Microsoft Applies for Augmented Reality 3D Audio Patent

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Microsoft LogoAnother month, another augmented reality-related patent. And this time it is Microsoft’s turn again. If an augmented reality HUD is already a thing of the past (in terms of patent applications), the tech giant refocused their energy on what every AR experience should also have: a high quality 3D surround sound system.

As discovered by many avid gamers or home cinema enthusiasts, current sound systems have a major flaw – they only have a certain centre spot within their range where the sound quality is as advertised by the manufacturer. Any movement outside this “sweet spot” will damage the immersive audio experience. This can become even a bigger problem when AR entertainment starts to take off, especially because this will most likely require user movement (as demonstrated by the mobile focus of AR applications).

Nonetheless it seems that Microsoft might have a solution. In a recent patent application, the company describes a technology that uses a “depth camera system” to track a user and then delivers focused 3D audio to the listener, regardless of their position in the room.  The audio signal will depend on a number of components recorded by the sensor such as the surrounding objects and estimations of the materials they are made of which could enhance or negatively affect how sound travels through the environment. The system then uses this data to deliver specific audio cues inside a user’s soundscape.

Microsoft 3D Audio Patent Application. Photo: USPTO
Microsoft 3D Audio Patent Application. Photo: USPTO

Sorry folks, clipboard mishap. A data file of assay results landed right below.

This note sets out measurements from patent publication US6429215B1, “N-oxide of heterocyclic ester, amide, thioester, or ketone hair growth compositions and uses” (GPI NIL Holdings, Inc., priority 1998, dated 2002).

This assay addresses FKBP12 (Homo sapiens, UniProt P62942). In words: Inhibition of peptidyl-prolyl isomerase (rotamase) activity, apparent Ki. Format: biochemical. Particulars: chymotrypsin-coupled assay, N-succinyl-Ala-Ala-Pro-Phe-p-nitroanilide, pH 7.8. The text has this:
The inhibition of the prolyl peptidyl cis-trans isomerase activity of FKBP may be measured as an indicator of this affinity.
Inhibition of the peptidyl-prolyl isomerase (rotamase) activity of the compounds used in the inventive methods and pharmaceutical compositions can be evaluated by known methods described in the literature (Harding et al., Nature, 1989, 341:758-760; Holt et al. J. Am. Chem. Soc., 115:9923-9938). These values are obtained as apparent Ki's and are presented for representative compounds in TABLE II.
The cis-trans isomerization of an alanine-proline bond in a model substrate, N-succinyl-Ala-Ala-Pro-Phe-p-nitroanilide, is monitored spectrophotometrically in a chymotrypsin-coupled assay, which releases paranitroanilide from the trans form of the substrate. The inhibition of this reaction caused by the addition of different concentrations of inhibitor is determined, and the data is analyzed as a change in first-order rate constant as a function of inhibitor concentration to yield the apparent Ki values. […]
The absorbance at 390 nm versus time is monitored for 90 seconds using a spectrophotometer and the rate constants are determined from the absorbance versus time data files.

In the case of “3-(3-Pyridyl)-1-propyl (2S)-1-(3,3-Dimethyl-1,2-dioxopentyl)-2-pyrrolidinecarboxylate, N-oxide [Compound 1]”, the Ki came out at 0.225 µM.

Although Microsoft doesn’t make any reference to their Xbox Kinect, this will most likely be one of the beneficiaries of the 3D audio technology due to the movement required by its players. Kinect’s motion-sensor camera is already gathering information about the player and their movements. So the new “depth camera” which will use an RBG image sensor, an infrared laser projector and a depth sensor could be a future updated version of Kinect.

The patent application also describes another data-collection scenario in which the user wears sensors that help the system determine one’s position and movement. These could be integrated in the AR headset Microsoft already has a patent for or they could be placed on the user’s body.

If the patent is to be won by Microsoft and if the system does what they say, it will surely become another gold mine (through licensing) for the tech giant. With no other similar 3D audio system to date capable of all the above things, this could become the must-have of any augmented reality entertainment system.

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